“Regardless of what the health department does, Fred Weber can’t go forward with the facility if they don’t have the proper zoning in place,” Redington told the Call.

She later added, “If it is not compliant with zoning, I think it would be inappropriate for them (the health department) to issue a license.”

Fred Weber submitted a request last year to the Planning Commission to rezone a 24.9-acre tract to the Flood-Plain Planned Industrial District from the Flood-Plain Non-Urban District.

The tract is about 300 feet southeast of Baumgartner Road, east of the Burlington Railroad and bounded by the Meramec River to the southwest.

The 6,400 square-foot structure that would serve as the trash-transfer station would be constructed 40 feet tall and made of metal, according to Fred Weber Inc., with a 500-ton daily capacity.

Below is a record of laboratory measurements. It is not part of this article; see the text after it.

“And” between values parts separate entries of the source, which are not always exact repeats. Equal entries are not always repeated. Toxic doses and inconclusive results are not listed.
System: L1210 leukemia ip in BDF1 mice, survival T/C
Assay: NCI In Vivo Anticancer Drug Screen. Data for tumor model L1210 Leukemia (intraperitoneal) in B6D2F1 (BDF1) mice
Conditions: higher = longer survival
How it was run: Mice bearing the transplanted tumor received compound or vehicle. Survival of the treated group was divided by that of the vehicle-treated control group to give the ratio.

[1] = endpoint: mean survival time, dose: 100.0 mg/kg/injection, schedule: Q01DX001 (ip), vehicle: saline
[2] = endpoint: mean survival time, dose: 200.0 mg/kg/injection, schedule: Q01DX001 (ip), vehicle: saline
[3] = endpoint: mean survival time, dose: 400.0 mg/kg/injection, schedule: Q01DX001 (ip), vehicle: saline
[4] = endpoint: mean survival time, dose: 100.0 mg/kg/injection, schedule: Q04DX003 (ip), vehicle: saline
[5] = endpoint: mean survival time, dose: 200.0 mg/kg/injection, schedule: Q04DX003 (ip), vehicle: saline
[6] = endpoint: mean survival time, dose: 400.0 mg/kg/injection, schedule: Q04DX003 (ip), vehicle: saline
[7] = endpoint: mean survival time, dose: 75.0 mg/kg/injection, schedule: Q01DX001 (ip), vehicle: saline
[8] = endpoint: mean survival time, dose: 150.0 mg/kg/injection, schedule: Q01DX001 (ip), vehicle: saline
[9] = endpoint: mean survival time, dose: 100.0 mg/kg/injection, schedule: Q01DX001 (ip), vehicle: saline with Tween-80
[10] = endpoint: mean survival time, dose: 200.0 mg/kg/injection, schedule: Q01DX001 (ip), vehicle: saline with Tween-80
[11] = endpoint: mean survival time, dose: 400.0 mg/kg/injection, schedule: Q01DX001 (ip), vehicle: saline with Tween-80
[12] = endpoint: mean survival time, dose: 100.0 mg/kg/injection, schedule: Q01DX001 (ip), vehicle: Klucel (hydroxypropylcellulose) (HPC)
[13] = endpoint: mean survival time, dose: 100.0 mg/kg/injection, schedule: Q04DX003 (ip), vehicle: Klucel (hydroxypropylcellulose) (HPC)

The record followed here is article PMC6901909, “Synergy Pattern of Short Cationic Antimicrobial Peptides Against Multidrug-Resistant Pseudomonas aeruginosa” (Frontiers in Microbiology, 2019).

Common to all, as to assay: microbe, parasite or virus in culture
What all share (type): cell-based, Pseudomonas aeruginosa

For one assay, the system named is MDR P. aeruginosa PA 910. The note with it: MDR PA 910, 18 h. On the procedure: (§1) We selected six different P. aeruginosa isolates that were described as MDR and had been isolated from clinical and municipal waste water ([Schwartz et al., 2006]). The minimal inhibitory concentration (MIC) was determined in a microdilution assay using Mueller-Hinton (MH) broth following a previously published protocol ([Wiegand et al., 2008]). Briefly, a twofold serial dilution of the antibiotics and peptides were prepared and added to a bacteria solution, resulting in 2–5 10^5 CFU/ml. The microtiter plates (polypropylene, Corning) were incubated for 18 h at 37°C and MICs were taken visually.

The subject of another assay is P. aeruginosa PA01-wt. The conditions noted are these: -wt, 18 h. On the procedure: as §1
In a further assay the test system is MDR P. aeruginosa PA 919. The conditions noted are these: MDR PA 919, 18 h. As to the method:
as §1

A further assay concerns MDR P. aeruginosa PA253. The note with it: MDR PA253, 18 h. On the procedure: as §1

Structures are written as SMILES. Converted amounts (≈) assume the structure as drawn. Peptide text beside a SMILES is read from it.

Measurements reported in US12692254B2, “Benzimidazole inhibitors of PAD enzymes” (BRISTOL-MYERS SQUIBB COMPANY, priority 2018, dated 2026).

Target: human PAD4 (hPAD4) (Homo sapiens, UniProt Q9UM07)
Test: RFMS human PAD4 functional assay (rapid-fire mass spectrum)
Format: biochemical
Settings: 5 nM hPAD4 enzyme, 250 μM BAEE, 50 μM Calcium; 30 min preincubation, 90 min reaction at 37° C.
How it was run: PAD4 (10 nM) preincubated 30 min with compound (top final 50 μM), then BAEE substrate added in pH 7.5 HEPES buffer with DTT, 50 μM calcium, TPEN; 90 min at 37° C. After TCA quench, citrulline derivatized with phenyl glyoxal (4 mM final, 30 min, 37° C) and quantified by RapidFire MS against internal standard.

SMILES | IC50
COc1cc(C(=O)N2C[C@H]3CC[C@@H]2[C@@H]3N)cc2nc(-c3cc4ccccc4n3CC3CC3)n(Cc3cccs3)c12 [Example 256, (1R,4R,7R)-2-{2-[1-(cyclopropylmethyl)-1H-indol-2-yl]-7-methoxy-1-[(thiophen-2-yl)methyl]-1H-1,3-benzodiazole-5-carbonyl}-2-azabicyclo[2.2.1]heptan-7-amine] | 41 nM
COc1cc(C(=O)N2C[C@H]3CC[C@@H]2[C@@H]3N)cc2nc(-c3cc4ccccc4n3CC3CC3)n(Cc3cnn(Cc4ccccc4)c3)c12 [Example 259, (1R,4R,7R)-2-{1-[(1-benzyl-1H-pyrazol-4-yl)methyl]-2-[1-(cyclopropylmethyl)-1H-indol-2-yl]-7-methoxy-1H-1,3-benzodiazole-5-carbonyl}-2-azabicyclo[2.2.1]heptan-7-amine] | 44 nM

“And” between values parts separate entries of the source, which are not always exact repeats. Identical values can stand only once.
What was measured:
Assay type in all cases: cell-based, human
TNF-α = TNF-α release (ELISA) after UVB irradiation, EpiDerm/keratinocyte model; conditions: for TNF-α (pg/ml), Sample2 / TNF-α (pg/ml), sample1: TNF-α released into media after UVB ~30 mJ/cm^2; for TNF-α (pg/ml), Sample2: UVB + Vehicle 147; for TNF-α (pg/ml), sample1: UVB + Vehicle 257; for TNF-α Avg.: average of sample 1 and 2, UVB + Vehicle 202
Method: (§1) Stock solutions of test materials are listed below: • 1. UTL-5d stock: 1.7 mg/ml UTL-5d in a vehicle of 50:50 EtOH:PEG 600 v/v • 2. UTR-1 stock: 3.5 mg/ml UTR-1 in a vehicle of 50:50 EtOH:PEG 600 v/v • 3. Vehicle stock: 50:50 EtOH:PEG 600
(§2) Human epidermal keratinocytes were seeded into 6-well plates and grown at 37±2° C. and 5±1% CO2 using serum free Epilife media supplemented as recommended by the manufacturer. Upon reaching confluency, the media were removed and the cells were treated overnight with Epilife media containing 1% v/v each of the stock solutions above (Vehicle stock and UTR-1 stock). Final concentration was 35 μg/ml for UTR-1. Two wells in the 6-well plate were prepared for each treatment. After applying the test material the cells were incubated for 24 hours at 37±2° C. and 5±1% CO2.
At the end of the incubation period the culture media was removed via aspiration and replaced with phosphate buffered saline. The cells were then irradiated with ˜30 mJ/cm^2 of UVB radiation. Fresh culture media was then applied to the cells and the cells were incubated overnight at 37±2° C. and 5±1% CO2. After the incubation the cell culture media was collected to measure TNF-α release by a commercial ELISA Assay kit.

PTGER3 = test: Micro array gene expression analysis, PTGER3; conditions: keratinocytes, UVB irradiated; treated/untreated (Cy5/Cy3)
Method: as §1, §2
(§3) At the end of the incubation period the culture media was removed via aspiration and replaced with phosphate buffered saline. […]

The St. Louis County Planning Commission voted unanimously in May to recommend denial of Fred Weber’s rezoning request, contending that the station would have:

• Violated the county’s Meramec Greenway Concept Plan by operating too close to the Meramec River.

• Operated too close to Mattese Creek.

• Set an undesired precedent for additional industrial zoning and uses after the quarry operations cease.

Campisi last week had the option of requesting that the county counselor draft legislation regarding Fred Weber’s rezoning request so that the council later could vote on a proposed ordinance.

Instead, he moved to receive and file the Planning Commission’s report and recommendation of denial and then remove the item from any future agendas.